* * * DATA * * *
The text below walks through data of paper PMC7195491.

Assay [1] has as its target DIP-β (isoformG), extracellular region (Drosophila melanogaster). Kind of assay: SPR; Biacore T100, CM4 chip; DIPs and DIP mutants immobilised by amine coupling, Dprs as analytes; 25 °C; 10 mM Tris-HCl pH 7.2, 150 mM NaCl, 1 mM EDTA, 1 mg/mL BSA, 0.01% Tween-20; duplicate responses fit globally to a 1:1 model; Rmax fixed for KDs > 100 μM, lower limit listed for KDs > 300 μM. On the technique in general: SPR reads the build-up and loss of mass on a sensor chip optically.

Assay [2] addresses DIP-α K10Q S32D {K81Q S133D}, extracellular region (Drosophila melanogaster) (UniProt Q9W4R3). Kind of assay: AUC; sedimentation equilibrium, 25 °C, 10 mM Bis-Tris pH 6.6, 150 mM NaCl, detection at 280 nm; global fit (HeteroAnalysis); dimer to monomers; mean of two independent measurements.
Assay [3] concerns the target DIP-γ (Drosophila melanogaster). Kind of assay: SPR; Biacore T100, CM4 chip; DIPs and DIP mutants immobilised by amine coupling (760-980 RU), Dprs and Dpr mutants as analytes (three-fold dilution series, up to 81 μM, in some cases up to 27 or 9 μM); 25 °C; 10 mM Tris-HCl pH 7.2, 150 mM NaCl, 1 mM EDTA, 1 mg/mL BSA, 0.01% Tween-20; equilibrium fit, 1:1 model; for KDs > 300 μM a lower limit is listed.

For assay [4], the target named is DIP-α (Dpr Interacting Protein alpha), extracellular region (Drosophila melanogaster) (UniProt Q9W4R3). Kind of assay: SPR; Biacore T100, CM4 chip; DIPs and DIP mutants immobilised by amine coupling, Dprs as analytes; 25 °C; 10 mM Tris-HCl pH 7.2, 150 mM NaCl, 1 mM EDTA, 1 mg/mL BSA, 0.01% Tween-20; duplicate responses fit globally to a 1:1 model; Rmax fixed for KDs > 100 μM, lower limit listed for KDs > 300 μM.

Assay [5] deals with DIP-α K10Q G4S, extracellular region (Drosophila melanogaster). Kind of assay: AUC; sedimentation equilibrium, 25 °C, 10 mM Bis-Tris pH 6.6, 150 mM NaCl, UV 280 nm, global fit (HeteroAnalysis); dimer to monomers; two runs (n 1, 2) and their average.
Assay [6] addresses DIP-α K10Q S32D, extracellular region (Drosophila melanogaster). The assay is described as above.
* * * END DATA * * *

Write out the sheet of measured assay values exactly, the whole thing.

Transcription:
The text below walks through data of paper PMC7195491.

Assay [1] has as its target DIP-β (isoformG), extracellular region (Drosophila melanogaster). Kind of assay: SPR; Biacore T100, CM4 chip; DIPs and DIP mutants immobilised by amine coupling, Dprs as analytes; 25 °C; 10 mM Tris-HCl pH 7.2, 150 mM NaCl, 1 mM EDTA, 1 mg/mL BSA, 0.01% Tween-20; duplicate responses fit globally to a 1:1 model; Rmax fixed for KDs > 100 μM, lower limit listed for KDs > 300 μM. On the technique in general: SPR reads the build-up and loss of mass on a sensor chip optically.

Assay [2] addresses DIP-α K10Q S32D {K81Q S133D}, extracellular region (Drosophila melanogaster) (UniProt Q9W4R3). Kind of assay: AUC; sedimentation equilibrium, 25 °C, 10 mM Bis-Tris pH 6.6, 150 mM NaCl, detection at 280 nm; global fit (HeteroAnalysis); dimer to monomers; mean of two independent measurements.
Assay [3] concerns the target DIP-γ (Drosophila melanogaster). Kind of assay: SPR; Biacore T100, CM4 chip; DIPs and DIP mutants immobilised by amine coupling (760-980 RU), Dprs and Dpr mutants as analytes (three-fold dilution series, up to 81 μM, in some cases up to 27 or 9 μM); 25 °C; 10 mM Tris-HCl pH 7.2, 150 mM NaCl, 1 mM EDTA, 1 mg/mL BSA, 0.01% Tween-20; equilibrium fit, 1:1 model; for KDs > 300 μM a lower limit is listed.

For assay [4], the target named is DIP-α (Dpr Interacting Protein alpha), extracellular region (Drosophila melanogaster) (UniProt Q9W4R3). Kind of assay: SPR; Biacore T100, CM4 chip; DIPs and DIP mutants immobilised by amine coupling, Dprs as analytes; 25 °C; 10 mM Tris-HCl pH 7.2, 150 mM NaCl, 1 mM EDTA, 1 mg/mL BSA, 0.01% Tween-20; duplicate responses fit globally to a 1:1 model; Rmax fixed for KDs > 100 μM, lower limit listed for KDs > 300 μM.

Assay [5] deals with DIP-α K10Q G4S, extracellular region (Drosophila melanogaster). Kind of assay: AUC; sedimentation equilibrium, 25 °C, 10 mM Bis-Tris pH 6.6, 150 mM NaCl, UV 280 nm, global fit (HeteroAnalysis); dimer to monomers; two runs (n 1, 2) and their average.
Assay [6] addresses DIP-α K10Q S32D, extracellular region (Drosophila melanogaster). The assay is described as above.